The US spends more on cancer care than European countries, but this investment generates greater "value" for US patients, who typically live nearly two years longer than their European counterparts, a new study suggests.

During 1983-1999, the cost of cancer treatment in the US was higher than in 10 European countries, but for most cancer types investigated, US patients lived longer than their European counterparts, according to Tomas Philipson, the Daniel Levin Chair in Public Policy at the University of Chicago, and his co-authors, reporting their findings in the current issue of Health Affairs.

Cancer patients diagnosed during 1995-99 lived on average 11.1 years after diagnosis in the US, compared to 9.3 years from diagnosis in Europe, they write.

The researchers conclude that, by standard metrics which value additional years of life in dollar terms, US cancer patients paid more but achieved better results in terms of longevity. Even after considering higher US costs for treatment, their calculations showed the extra longevity was worth an aggregate of $598 billion - averaging $61,000 for an individual cancer patient.

The value of additional survival gains was highest for patients with prostate cancer, at $627 billion, and breast cancer patients, at $173 billion, they add.

These findings suggest that the higher-cost US system of cancer care delivery may be "worth it" in terms of the longer survival it delivered, although further research is required to determine what specific tools or treatments are driving improved cancer survival in the US, say the authors.

The current issue of Health Affairs includes a number of other articles examining the costs and benefits of US cancer care and the value to patients of longer survival. One, an analysis by Darius Lakdawalla of the Leonard Schaeffer Center for Health Policy and Economics at the University of Southern California, et al, shows that 77% of surveyed cancer patients preferred "hopeful gambles" - treatments that offer a 50% chance of adding three years to their survival but also a 50% chance of no additional survival - to "safe bet" treatments that would keep them alive for 18 months. 

Another, by Seth Seabury at the RAND Corporation and co-authors, examined the treatment choices of terminally-ill cancer patients to find out how much they valued certain kinds of care. They found that patients were willing to pay a price for treatment of metastatic cancer that was, on average, 23 times higher than its actual cost, This gap indicates that traditional methods used to estimate the value of treatments for terminal illness may need to be revisited, they comment.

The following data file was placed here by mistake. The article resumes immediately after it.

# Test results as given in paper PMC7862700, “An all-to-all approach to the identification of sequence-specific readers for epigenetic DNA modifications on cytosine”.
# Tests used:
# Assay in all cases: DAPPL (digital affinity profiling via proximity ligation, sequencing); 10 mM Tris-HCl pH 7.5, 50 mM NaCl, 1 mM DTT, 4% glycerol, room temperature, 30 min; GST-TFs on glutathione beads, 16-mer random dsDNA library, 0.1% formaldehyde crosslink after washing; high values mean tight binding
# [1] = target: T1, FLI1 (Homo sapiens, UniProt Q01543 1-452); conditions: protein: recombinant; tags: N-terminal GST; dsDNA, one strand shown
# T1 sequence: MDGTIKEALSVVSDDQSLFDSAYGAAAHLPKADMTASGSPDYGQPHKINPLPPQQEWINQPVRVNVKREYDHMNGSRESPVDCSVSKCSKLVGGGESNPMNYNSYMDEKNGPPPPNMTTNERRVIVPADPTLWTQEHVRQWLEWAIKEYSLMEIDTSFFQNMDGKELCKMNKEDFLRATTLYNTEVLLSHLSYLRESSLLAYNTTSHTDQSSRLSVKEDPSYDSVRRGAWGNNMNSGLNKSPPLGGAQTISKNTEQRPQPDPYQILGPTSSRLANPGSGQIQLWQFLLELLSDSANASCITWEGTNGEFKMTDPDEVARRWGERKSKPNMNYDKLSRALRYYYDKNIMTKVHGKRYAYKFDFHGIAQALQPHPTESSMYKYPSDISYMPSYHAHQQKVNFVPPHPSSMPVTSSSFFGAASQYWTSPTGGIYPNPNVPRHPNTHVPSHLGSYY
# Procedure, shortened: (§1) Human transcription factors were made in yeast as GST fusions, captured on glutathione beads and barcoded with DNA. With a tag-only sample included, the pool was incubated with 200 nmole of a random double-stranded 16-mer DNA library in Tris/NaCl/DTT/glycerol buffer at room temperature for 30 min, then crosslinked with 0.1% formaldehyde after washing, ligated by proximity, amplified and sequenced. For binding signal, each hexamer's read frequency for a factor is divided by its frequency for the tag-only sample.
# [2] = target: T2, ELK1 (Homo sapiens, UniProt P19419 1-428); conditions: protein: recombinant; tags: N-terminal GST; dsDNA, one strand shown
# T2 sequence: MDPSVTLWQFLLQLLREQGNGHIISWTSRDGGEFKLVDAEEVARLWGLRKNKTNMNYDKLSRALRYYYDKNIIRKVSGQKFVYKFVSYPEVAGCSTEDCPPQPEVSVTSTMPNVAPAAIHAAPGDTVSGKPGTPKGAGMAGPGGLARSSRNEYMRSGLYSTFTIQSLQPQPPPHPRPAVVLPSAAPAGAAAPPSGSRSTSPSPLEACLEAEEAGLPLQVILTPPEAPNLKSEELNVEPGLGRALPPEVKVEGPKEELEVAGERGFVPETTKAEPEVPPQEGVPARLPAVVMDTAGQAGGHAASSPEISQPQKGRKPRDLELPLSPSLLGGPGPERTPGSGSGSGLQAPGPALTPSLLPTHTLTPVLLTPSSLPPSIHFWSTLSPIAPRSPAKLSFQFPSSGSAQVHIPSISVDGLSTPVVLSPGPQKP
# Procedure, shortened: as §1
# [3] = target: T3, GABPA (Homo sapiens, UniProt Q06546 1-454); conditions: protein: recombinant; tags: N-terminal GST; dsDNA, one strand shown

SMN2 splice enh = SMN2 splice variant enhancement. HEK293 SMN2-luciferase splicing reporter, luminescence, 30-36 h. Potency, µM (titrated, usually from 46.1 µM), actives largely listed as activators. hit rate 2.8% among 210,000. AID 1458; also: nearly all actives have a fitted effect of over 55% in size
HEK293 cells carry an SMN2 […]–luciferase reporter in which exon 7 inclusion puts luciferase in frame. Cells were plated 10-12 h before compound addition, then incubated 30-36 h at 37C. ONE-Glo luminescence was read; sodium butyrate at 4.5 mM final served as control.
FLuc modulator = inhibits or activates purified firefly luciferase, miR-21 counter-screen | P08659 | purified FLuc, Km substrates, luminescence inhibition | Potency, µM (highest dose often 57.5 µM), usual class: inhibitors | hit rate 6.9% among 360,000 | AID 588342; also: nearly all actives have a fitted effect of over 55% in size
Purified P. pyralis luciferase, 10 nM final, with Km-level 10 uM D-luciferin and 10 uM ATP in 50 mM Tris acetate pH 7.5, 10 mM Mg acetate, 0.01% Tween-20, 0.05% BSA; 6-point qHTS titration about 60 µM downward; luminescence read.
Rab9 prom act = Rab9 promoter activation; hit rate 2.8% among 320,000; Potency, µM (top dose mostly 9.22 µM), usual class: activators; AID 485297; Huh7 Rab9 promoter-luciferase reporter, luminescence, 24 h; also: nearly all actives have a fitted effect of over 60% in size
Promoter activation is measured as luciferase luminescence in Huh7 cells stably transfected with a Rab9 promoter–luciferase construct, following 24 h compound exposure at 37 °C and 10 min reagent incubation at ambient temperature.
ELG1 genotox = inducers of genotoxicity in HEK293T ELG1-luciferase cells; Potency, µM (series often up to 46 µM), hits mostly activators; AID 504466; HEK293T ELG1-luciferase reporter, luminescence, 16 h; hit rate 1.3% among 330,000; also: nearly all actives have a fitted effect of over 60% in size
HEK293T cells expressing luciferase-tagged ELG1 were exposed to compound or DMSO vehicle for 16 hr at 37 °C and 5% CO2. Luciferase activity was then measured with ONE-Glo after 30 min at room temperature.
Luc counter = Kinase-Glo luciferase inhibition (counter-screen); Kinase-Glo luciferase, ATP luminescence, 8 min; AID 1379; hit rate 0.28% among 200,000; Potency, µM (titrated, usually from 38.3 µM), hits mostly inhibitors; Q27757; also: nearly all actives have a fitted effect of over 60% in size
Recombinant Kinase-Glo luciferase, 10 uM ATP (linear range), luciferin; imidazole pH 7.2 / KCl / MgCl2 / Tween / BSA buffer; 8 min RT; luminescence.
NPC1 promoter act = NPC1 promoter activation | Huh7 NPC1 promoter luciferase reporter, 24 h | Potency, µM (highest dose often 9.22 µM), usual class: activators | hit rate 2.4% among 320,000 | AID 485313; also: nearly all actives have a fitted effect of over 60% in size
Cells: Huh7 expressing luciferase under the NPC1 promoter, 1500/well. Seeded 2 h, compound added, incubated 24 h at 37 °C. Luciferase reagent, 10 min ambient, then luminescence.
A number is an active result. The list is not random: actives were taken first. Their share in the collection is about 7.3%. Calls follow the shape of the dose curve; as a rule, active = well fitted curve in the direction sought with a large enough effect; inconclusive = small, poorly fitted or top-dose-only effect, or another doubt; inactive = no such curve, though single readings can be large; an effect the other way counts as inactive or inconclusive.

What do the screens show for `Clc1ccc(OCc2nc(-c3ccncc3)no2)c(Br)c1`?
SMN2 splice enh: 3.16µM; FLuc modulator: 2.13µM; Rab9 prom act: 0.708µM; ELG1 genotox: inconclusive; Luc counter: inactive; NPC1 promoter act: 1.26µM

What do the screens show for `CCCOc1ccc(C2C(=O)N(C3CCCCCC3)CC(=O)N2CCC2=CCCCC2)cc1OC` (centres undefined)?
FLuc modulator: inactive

Healthy people responding to a survey were willing to pay more in insurance premiums for generous coverage of high-cost drugs that treat cancer and other serious diseases, report John Romley at the University of Southern California and colleagues. The cost of covering specialty drugs is about $5 per month, but the survey respondents were willing to pay $12.94 per month for the coverage, they found.

And a survey of oncologists in the US and Canada about the value of expensive cancer drugs in relation to gains in survival found that the physicians were not consistent in their opinions about how many months an expensive new therapy should extend a person's life before the cost of therapy is justified. The authors, Peter Ubel of Duke University et al, call for physicians to be provided with clinical guidelines to help them factor cost and value into decisions about treatment.

Cancer care has raised unique issues for countries and other entities which conduct evaluations to help inform coverage and reimbursement decisions, and some countries have granted cancer treatments special status when it comes to such technology assessments, a paper by Peter Neumann and colleagues at Tufts Medical Center points out. 

Some nations have created special pathways for these reviews, while others have exceptions to provide better access to cancer treatments; in the US, Medicare grants special status to cancer in paying for off-label uses of cancer treatments, under unique rules not used for other drugs, they write. 

"Worldwide, we demonstrate that health technology assessment organisations are struggling with cancer's 'exceptionalism'," the authors conclude.